“If this happens in people with a genetic predisposition to diabetes, it will accelerate the induction of that disease,” Nadal says. His team has shown that exposure to BPA elevates an animal’s risk of developing insulin resistance. And people with type 2 diabetes — the type caused by the body’s diminished sensitivity to insulin — tend to have elevated concentrations of BPA in urine, a 2008 study showed.

“I don’t think BPA alone will cause type 2 diabetes,” says Franck Mauvais-Jarvis of Northwestern University’s Feinberg School of Medicine in Chicago. Dozens of environmental chemicals can mimic hormones, he says, “and I suspect it’s a cocktail of these nasties that predisposes individuals to developing metabolic disease, whether its type 2 diabetes or obesity.”



A Lake Oswego public affairs firm has come under scrutiny for its role in a broad-based public relations effort mounted by a company seeking to dispel criticism that its widely used herbicide, atrazine, is a public health threat.

The firm, Quinn Thomas Public Affairs, is headed by Doug Badger and Rick Thomas, who are both well known in Republican political circles in the state.

The public relations effort mounted by Syngenta Crop Protection, the subsidiary of a Swiss-based company, was found in company documents obtained through a lawsuit and reported in a lengthy article by the Center for Media and Democracy’s PR Watch.

It’s a fascinating look at how the burgeoning public affairs industry works in seeking to influence regulators and shape public attitudes.

In this case, the company put out a solicitation for PR help and then hired the White House Writers Group, which was started by by a group of former presidential speechwriters. In its proposal to Syngenta, the White House group said it would work with Quinn Thomas. According to the article:

Quinn Thomas “was specifically touted for its success in ‘engaging’ lawyers who represent American consumers and in fighting public interest groups through ‘aggressive third party activity.’ WHWG said Quinn Thomas’ tactics had successfully slowed or reversed ‘activist momentum.'”

The article goes on to say that Quinn Thomas hired an Arizona researcher to look into a journalist who wrote several stories for the Huffington Post about concerns that atrazine — widely used as a weed killer — was being found in municipal water supplies around the Midwest and was a potential public health threat.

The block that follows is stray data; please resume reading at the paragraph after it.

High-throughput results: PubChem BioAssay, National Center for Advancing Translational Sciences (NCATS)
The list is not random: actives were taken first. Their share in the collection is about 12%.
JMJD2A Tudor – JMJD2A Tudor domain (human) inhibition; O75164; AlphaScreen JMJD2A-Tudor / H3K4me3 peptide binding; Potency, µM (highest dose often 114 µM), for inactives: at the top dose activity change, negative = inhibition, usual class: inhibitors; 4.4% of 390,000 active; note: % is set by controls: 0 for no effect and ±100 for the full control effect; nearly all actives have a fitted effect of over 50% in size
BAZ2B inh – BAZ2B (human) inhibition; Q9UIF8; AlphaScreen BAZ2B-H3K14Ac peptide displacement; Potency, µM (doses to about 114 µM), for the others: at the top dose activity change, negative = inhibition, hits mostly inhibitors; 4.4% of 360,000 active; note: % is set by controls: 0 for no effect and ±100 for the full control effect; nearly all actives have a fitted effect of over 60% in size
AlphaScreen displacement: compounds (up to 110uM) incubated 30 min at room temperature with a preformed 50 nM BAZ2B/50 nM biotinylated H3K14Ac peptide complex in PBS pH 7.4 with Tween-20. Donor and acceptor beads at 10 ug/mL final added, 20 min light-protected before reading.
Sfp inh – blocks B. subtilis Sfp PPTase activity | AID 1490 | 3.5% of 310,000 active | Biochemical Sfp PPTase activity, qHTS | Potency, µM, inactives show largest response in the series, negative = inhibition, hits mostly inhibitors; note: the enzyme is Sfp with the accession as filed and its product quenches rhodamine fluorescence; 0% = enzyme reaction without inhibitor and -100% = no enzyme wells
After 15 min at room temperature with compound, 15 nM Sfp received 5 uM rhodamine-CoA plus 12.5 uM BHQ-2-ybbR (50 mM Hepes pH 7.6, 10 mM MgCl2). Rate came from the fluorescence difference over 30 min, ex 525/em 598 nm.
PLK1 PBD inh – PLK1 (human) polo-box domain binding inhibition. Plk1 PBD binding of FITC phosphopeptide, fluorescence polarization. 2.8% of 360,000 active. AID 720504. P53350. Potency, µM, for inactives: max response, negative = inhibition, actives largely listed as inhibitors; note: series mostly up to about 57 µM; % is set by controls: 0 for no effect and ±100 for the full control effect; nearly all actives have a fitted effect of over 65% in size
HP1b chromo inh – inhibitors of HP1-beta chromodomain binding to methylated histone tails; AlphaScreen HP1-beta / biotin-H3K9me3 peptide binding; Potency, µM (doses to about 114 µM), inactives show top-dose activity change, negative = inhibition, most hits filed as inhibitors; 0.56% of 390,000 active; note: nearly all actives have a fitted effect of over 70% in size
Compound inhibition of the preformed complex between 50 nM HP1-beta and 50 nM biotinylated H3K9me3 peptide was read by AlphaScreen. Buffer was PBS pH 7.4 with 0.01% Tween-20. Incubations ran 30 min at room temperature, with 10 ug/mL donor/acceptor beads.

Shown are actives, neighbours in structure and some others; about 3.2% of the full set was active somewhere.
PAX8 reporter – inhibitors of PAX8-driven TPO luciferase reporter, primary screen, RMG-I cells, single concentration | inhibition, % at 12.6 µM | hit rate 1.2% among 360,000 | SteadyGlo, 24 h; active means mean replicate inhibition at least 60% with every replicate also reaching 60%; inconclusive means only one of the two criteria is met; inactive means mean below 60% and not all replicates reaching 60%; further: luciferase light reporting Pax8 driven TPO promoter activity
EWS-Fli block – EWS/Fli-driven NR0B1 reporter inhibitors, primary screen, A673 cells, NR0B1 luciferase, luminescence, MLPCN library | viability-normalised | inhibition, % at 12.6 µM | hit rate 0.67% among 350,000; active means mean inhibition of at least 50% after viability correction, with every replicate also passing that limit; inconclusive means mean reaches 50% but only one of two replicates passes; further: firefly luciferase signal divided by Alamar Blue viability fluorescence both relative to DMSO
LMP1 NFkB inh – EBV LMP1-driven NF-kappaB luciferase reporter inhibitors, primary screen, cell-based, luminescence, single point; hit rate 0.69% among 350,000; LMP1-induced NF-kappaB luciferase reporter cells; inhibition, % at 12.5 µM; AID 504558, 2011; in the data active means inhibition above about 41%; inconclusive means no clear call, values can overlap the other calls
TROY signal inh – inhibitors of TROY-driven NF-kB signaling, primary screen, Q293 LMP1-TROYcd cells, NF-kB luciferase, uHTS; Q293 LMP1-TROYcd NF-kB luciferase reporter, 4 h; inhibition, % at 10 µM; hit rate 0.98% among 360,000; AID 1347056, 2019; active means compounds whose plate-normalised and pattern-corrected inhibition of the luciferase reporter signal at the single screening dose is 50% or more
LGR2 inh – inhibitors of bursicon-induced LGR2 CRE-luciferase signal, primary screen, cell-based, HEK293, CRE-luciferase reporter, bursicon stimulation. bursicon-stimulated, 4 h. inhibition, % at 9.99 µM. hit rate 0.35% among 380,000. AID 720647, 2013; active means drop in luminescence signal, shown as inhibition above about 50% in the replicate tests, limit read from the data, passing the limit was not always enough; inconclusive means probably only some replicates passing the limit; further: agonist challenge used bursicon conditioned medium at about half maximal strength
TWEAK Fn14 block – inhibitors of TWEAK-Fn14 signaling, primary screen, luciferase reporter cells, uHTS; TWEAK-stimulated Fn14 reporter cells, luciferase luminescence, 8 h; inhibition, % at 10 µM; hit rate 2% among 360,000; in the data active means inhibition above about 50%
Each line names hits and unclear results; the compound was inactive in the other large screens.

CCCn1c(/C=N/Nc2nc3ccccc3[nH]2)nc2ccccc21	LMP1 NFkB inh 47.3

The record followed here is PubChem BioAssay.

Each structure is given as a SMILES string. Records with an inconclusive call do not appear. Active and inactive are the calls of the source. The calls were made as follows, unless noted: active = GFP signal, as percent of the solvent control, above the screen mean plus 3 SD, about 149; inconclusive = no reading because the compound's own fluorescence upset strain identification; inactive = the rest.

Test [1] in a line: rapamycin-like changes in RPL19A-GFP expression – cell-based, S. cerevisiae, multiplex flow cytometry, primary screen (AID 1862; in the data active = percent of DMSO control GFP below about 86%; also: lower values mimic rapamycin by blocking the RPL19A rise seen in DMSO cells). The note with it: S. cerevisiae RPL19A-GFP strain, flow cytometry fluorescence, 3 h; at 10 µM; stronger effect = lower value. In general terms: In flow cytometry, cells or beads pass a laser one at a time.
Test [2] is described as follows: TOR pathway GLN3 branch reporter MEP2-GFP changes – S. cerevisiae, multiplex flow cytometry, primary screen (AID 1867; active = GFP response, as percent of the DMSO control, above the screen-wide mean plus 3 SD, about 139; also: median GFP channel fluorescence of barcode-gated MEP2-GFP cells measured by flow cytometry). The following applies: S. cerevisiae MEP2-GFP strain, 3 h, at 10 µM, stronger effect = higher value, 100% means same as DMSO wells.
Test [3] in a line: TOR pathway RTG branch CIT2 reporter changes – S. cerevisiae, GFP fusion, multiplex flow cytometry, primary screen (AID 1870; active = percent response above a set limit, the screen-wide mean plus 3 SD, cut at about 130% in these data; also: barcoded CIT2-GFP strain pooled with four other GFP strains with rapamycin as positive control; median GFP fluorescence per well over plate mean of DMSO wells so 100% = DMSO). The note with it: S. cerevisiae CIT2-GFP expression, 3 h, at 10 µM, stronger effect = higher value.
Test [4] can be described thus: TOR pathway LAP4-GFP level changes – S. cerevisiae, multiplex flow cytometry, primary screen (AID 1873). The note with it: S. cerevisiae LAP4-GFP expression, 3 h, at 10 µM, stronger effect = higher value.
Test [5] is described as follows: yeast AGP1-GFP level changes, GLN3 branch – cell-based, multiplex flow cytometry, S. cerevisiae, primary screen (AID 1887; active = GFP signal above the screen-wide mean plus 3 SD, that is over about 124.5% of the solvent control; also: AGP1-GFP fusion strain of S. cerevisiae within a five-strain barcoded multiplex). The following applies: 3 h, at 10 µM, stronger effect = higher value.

The March, 2010 report delivered to Quinn Thomas said the reporter, Danielle Ivory, had broken several stories about atrazine, “which means her professional reputation and ego are tied to the effectiveness of the attack on the chemical.”

The report also questioned her ties with environmental groups through the Tides Foundation. Tides helped fund the Huffington Post Investigative Fund, which at one point employed Ivory. It also said she had worked for a “who’s who of anti-employer employers,” including longtime public broadcasting journalist Bill Moyers and National Public Radio’s Weekend Edition Sunday.

(It was not just Ivory who was looking into atrazine. The New York Times had written in 2009 about concerns that atrazine was potentially dangerous in lower concentrations than previously thought.)

In addition, the PR Watch story said that Quinn Thomas also received a dossier from the same research company on the Natural Resources Defense Council, which published a critical report on atrazine.

PR Watch said that the writers group and Quinn Thomas also worked on an “array of tactics” to advance the company’s strategy of getting third parties to support of echo the company’s point of view.

One tactic was to have Syngenta’s chief scientist ghostwrite a chapter on atrazine that could then be included in a book challenging regulatory policies adverse to the company.

In 2011, a book, “Scared to Death: How Chemophobia Threatens the Public Health,” was released. It was authored by John Entine, a writer at the American Enterprise Institute who the White House Writers Group had contacted. The book included a chapter defending atrazine.

Rick Thomas, one of the partners at Quinn Thomas, declined to talk about the article, saying that the firm’s “general policy is that we do not comment on work that we may do on behalf of our clients.”


Image from Flickr.

%d bloggers like this: